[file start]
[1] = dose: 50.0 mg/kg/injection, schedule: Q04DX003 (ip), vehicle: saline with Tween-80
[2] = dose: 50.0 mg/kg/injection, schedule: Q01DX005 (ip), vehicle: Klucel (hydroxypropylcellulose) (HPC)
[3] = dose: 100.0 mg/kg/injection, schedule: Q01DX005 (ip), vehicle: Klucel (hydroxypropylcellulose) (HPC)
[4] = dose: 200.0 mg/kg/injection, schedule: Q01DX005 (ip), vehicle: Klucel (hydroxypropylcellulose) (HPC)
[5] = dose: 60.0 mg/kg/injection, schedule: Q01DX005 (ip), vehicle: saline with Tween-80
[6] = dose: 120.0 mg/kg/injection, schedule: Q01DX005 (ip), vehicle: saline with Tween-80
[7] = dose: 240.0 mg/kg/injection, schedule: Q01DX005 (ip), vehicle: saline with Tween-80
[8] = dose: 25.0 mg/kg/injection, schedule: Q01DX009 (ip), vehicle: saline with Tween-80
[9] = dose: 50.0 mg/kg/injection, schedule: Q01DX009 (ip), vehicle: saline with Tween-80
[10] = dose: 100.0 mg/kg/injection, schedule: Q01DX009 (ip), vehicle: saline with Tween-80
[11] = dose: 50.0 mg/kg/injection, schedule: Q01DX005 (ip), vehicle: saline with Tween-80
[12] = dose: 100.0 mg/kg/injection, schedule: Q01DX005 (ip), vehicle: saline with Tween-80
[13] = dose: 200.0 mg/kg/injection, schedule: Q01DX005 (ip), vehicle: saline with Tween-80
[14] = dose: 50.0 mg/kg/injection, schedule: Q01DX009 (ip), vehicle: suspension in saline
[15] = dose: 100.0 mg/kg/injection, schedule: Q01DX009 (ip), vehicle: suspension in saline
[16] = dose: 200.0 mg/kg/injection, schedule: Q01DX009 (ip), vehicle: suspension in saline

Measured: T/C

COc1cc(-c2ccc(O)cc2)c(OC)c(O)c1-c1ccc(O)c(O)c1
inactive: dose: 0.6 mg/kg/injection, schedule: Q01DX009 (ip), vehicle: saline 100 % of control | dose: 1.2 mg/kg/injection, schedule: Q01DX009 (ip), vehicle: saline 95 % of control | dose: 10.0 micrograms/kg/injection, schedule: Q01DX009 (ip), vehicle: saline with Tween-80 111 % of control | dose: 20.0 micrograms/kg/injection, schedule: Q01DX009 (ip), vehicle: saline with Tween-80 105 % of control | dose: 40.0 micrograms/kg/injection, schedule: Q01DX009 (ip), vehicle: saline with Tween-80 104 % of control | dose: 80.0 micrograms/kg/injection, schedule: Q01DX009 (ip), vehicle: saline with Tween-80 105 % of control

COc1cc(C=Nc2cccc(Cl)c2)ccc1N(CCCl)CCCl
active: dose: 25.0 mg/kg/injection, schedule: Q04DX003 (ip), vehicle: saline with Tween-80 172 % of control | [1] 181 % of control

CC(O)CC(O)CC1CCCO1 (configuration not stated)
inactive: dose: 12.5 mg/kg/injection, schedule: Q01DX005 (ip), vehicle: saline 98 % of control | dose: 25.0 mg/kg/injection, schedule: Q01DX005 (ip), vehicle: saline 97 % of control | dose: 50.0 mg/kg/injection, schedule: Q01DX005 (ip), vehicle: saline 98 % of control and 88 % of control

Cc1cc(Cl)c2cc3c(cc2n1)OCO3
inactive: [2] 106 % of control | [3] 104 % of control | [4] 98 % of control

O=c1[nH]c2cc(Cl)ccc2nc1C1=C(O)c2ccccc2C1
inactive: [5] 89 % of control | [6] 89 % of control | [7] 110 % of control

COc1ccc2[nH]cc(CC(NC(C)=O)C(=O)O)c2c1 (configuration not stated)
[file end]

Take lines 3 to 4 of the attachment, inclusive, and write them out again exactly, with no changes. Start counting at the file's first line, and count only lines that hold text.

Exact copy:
[3] = dose: 100.0 mg/kg/injection, schedule: Q01DX005 (ip), vehicle: Klucel (hydroxypropylcellulose) (HPC)
[4] = dose: 200.0 mg/kg/injection, schedule: Q01DX005 (ip), vehicle: Klucel (hydroxypropylcellulose) (HPC)